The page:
Crop scientists have successfully transferred genes from green pepper to bananas that enable the crop to resist the Banana Xanthomonas Wilt (BXW), the International Institute of Tropical Agriculture (IITA) reported in August 2010. BXW is one of the most devastating diseases of banana in the Great Lakes region of Africa, causing more than half a billion dollars worth of damage each year. The researchers are poised to begin confined field trials in Uganda soon.
The transformed banana, infused with plant ferredoxin-like amphipathic protein (Pfl p) or hypersensitive responseassisting protein (Hrap) from green pepper, have exhibited strong resistance to BXW in the laboratory and screenhouses. Scientists from the IITA and the National Agricultural Research Organization (NARO) of Uganda, in partnership with African Agricultural Technology Foundation (AATF), are soon to be evaluating these promising resistant lines under confined field trials. The Ugandan National Biosafety Committee recently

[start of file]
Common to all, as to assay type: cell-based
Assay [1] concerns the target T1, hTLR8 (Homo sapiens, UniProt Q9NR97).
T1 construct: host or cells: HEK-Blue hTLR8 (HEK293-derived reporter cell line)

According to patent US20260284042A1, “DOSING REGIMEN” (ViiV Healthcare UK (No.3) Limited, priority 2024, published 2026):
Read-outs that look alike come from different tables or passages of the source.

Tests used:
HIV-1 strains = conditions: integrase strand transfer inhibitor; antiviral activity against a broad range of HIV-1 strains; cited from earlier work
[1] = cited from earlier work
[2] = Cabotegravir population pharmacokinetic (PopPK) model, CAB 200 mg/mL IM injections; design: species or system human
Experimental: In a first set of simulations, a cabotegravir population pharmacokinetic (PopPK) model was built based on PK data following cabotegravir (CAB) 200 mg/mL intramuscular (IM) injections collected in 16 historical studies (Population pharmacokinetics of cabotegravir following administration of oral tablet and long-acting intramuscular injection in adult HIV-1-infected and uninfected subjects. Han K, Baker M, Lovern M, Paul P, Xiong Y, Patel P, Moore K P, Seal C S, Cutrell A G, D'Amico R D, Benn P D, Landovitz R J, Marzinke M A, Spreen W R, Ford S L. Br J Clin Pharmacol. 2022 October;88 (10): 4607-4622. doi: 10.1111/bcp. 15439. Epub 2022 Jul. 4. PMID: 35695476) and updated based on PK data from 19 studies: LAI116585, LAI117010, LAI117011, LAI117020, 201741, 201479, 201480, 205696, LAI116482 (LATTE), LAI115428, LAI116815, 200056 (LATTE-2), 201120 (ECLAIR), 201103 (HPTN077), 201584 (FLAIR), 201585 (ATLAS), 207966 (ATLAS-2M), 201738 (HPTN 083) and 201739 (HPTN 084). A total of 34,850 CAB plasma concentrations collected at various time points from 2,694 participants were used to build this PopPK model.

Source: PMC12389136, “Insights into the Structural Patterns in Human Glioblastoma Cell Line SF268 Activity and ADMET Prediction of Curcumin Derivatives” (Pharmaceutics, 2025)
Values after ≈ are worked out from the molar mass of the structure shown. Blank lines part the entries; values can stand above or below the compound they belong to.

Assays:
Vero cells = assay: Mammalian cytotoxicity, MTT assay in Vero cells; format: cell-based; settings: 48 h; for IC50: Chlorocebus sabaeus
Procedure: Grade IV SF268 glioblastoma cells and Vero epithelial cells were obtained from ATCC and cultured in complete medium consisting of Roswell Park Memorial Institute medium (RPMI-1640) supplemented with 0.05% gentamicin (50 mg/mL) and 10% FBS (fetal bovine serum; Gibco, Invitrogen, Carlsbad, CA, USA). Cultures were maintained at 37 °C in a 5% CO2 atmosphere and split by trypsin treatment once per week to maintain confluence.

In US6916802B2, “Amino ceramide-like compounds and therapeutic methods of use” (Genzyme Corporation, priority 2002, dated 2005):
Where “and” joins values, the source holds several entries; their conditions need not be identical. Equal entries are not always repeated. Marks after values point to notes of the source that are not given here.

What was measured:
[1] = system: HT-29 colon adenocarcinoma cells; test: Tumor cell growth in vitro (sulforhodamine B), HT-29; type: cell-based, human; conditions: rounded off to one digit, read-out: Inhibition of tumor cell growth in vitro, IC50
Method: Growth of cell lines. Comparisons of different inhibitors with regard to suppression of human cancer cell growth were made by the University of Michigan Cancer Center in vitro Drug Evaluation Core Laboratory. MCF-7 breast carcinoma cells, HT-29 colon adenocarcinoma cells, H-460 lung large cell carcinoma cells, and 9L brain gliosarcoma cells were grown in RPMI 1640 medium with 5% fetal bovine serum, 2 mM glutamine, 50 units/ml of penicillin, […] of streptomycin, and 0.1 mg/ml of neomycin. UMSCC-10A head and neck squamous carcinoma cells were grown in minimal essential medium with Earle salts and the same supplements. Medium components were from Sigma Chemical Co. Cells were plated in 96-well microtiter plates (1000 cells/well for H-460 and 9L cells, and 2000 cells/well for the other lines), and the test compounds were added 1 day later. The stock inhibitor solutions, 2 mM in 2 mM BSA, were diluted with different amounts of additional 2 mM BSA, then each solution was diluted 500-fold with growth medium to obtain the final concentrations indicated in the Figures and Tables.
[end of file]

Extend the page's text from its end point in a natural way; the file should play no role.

approved the conduct of the tests.
The highly destructive BXW affects all varieties including the East African Highland bananas and exotic dessert, roasting and beer bananas. BXW was first reported in Ethiopia 40 years ago on Ensete, a crop relative of banana, before it moved on to bananas. Outside of Ethiopia, it was fi rst reported in Uganda in 2001, then rapidly spread to the Democratic Republic of Congo, Rwanda, Kenya, Tanzania, and Burundi, leaving a trail of destruction in Africa?s largest banana producing and consuming region.
The disease causes yellowing and wilting of the leaves, uneven and premature ripening of the fruit, and withering and rotting of the whole plant. It can be managed by debudding the banana plant and sterilising farm implements used. However, the adoption of these practices has been inconsistent at best as farmers feel that debudding affects the quality of the fruit and sterilising farm tools is too tedious.